With standard posters, people oftentimes will read your title then ask you what the main point of your work is about. Having the main point front and centre tells the viewer this main point (without them having to ask), and then the viewer can ask you more in depth questions.

The benefits of using this design included:

  • Viewers that don't take the time to read through your poster will still know the main message.
  • Catches the audiences attention. They don't have to read through walls of text to find out what your main point is.
  • Less work for the reader, and so they can learn more at the conference.
  • Your time speaking with the viewer can be spent going into relevant details and engaging with the viewer, rather than getting to the main point.

I also recommend making sure your advisor is ok with using a format like this.

Image: This is an example poster. The main finding or take-home message is central to the poster. Additional information can be found on the side panels for you to reference when talking to someone, or for them to read on your own. Source: https://www.insidehighered.com/news/2019/06/24/theres-movement-better-scientific-posters-are-they-really-better

This is an example poster. The main finding or take-home message is central to the poster. Additional information can be found on the side panels for you to reference when talking to someone, or for them to read on your own. Source: https://www.insidehighered.com/news/2019/06/24/theres-movement-better-scientific-posters-are-they-really-better

References for further reading: Original: https://www.youtube.com/watch?v=SYk29tnxASs Updated: https://www.youtube.com/watch?v=1RwJbhkCA58 Article with some criticisms: https://www.insidehighered.com/news/2019/06/24/theres-movement-better-scientific-posters-are-they-really-better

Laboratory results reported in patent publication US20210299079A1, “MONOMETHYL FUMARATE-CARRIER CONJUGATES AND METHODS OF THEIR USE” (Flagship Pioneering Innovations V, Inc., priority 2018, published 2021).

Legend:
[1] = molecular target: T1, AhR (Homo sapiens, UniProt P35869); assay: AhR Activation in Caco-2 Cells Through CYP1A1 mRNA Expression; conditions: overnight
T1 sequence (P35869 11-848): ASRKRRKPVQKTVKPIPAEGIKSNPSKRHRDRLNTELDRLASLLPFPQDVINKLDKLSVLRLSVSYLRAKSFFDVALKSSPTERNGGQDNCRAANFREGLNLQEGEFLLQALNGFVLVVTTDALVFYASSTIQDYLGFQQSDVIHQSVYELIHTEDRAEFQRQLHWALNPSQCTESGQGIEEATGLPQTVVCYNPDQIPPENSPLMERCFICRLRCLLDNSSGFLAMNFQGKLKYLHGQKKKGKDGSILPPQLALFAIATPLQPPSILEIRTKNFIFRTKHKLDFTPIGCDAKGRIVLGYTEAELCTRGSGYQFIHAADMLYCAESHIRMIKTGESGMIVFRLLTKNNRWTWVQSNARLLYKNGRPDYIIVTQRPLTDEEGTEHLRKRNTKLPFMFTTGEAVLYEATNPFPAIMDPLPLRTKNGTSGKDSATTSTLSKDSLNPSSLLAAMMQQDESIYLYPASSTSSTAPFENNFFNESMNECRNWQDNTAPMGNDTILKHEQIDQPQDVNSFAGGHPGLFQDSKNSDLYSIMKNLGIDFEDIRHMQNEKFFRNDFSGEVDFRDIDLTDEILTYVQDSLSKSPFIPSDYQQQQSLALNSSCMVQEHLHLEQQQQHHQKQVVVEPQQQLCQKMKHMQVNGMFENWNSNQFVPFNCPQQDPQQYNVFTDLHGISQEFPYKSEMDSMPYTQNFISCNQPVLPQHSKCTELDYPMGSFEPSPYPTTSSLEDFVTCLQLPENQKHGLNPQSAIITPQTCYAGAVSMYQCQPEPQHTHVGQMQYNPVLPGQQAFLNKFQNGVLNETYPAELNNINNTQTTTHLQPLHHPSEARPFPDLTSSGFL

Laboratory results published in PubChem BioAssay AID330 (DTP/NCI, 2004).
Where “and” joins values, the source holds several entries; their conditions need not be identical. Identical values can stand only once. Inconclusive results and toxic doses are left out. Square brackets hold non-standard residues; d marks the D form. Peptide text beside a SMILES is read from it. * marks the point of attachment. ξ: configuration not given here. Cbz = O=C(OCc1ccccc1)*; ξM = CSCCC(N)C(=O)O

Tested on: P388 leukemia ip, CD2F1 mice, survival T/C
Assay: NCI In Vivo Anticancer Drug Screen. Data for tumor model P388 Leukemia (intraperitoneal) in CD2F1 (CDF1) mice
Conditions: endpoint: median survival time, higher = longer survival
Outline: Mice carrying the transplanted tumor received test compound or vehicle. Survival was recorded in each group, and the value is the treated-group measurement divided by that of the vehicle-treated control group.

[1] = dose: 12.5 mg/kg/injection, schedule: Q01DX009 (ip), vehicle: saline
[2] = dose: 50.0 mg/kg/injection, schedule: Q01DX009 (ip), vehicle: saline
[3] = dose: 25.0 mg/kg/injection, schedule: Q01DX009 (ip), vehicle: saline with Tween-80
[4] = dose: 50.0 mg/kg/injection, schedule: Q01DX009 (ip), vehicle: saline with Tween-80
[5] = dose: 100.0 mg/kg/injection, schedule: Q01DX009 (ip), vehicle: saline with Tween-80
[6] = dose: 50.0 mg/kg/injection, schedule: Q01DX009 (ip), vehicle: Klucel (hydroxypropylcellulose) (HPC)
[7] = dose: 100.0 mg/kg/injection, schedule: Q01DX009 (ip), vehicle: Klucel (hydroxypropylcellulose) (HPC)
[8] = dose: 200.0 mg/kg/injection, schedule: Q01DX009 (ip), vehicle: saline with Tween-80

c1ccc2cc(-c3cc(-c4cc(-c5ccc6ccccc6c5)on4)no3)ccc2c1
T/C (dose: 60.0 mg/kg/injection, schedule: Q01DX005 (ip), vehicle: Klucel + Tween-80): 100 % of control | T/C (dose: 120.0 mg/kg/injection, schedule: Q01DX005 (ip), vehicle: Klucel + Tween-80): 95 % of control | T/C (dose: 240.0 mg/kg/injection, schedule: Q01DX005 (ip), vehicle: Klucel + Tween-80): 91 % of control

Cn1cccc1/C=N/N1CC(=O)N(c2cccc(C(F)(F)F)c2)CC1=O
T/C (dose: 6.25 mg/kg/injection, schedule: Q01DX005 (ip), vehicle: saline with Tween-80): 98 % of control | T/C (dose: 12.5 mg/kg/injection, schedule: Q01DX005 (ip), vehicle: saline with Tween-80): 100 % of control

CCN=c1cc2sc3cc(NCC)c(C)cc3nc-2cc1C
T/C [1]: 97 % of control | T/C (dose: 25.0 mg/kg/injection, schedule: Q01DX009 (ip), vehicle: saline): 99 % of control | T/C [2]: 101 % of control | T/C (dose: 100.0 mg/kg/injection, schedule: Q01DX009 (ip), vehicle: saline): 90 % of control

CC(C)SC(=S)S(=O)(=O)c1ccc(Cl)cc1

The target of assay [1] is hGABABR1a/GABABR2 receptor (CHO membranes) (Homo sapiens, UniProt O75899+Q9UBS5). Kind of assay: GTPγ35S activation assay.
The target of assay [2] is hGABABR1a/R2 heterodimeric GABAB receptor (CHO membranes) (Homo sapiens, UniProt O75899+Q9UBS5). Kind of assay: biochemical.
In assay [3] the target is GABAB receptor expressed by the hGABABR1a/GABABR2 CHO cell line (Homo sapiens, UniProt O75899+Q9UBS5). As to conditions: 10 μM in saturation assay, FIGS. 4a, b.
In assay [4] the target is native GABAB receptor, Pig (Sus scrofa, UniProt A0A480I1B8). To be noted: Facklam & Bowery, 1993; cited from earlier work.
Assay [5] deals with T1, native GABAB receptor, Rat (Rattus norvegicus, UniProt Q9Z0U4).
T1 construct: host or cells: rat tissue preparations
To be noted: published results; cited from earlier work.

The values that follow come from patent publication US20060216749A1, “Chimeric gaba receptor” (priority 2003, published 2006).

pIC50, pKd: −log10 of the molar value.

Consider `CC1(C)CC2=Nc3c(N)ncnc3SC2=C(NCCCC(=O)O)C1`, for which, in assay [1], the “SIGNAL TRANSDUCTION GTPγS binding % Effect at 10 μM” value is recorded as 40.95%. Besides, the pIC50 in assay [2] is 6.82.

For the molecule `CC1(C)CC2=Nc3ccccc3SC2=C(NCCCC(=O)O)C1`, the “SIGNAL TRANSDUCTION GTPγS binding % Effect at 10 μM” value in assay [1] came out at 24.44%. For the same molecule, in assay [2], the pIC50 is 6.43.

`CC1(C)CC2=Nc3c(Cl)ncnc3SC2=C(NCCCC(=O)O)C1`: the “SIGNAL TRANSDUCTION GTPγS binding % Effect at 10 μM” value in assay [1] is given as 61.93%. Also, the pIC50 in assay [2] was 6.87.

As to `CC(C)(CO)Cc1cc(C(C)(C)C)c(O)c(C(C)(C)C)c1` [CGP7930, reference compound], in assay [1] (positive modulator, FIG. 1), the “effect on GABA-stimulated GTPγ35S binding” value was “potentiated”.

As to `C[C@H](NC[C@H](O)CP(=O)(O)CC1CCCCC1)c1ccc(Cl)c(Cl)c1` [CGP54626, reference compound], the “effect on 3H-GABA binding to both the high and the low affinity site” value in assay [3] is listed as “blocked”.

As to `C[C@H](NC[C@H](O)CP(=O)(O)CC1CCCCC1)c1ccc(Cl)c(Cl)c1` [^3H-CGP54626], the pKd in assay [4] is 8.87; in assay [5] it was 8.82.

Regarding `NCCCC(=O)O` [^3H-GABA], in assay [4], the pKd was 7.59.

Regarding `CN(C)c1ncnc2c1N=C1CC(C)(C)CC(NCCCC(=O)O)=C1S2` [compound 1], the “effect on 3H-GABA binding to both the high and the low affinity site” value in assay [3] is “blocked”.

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    What does Morrison recommend? We usually discourage link-only answers, because answers should stand on their own and links are subject to bit-rot. The approach sounds interesting enough to summarize it in an answer, though. Aug 24, 2021 at 14:41
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    Thanks for letting me know in a kind way. I didn't realize the etiquette. I have updated the post accordingly.
    – user1762
    Aug 24, 2021 at 15:04
  • While I personally find this particular example a bit too exaggerated, clearly emphasizing the key finding is certainly a good idea. It doesn't really answer the question though, which was about illustrations (possibly to be embedded in posters) and not posters per se.
    – Eike P.
    May 24, 2022 at 8:58

There are, I think, two different aspects to becoming a good scientific illustrator. The first, has to do with developing an ability to conceive the kind of illustration would be informative to a reader; the second has to do with developing the skills to bring the conception to fruition, either with traditional illustrative tools such as watercolor paints and oils (see, for example, this botanical illustration by Georg Dionysius Ehret, 1708-1770), lithography (see this superb example from Elizabeth Gould, 1804-1841), charcoal, etc. or by using modern computer driven approaches such as Inkscape and GIMP.

Of the two aspects, my personal experience has been that the problem of learning to use the tools (I can't draw and I can't paint, but I can use a mouse, a rollerball, or a sketchpad) pales in comparison with learning what it is that makes a good illustration and conceptualizing an appropriate illustration for a particular paper. Nonetheless, a good way to learn is to do what artists have done throughout the ages ... study other good illustrators. A source of constant amazement and inspiration to me are the illustrations in the magazine American Scientist (not to be confused with Scientific American). I'm not suggesting that every single illustration is noteworthy, but they are of consistently high quality and usually very appropriate for the article they serve. Additionally, many of the back copies of American Scientist are available, I believe, free of charge at JSTOR.